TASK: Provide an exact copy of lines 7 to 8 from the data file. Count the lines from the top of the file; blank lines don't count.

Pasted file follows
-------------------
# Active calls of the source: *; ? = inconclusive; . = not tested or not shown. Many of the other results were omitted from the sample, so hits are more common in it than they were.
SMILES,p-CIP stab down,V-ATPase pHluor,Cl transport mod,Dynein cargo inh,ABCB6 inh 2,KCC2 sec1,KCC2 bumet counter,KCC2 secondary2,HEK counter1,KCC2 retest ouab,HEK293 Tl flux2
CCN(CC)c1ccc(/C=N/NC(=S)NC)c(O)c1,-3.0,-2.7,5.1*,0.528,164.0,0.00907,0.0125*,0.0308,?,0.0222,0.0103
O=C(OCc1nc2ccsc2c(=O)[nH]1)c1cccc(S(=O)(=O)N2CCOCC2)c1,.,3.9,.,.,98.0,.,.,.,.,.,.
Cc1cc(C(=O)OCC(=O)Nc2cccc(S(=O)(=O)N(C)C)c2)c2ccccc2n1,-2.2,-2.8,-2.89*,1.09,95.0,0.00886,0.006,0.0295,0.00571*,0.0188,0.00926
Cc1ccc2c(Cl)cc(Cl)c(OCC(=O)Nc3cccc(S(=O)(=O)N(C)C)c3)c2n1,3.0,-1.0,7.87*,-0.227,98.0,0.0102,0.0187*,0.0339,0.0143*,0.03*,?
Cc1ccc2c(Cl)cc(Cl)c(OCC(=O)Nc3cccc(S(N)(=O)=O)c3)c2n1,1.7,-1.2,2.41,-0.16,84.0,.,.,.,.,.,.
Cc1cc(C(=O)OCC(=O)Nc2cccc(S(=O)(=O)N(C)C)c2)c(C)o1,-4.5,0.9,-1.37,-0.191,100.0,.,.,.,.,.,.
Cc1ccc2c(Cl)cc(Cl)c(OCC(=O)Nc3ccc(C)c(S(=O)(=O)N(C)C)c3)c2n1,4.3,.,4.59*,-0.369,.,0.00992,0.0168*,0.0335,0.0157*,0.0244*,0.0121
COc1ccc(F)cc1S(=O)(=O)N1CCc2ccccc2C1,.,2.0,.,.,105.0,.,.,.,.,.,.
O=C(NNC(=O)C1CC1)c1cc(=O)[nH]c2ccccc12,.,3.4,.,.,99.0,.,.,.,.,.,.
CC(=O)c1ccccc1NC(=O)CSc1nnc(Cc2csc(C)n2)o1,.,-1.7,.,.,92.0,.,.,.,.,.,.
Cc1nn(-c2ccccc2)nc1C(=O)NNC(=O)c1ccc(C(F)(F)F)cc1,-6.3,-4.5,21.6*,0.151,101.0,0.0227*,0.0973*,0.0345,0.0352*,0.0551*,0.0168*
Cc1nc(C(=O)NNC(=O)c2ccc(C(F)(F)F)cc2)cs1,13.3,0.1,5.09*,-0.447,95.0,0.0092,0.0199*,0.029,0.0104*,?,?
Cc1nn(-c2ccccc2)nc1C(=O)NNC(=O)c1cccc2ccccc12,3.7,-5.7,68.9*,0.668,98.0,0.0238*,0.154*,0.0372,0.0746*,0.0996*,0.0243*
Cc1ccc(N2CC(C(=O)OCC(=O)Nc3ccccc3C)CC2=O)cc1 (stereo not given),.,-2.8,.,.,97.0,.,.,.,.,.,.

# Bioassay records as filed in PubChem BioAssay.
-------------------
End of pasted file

Cc1ccc2c(Cl)cc(Cl)c(OCC(=O)Nc3cccc(S(N)(=O)=O)c3)c2n1,1.7,-1.2,2.41,-0.16,84.0,.,.,.,.,.,.
Cc1cc(C(=O)OCC(=O)Nc2cccc(S(=O)(=O)N(C)C)c2)c(C)o1,-4.5,0.9,-1.37,-0.191,100.0,.,.,.,.,.,.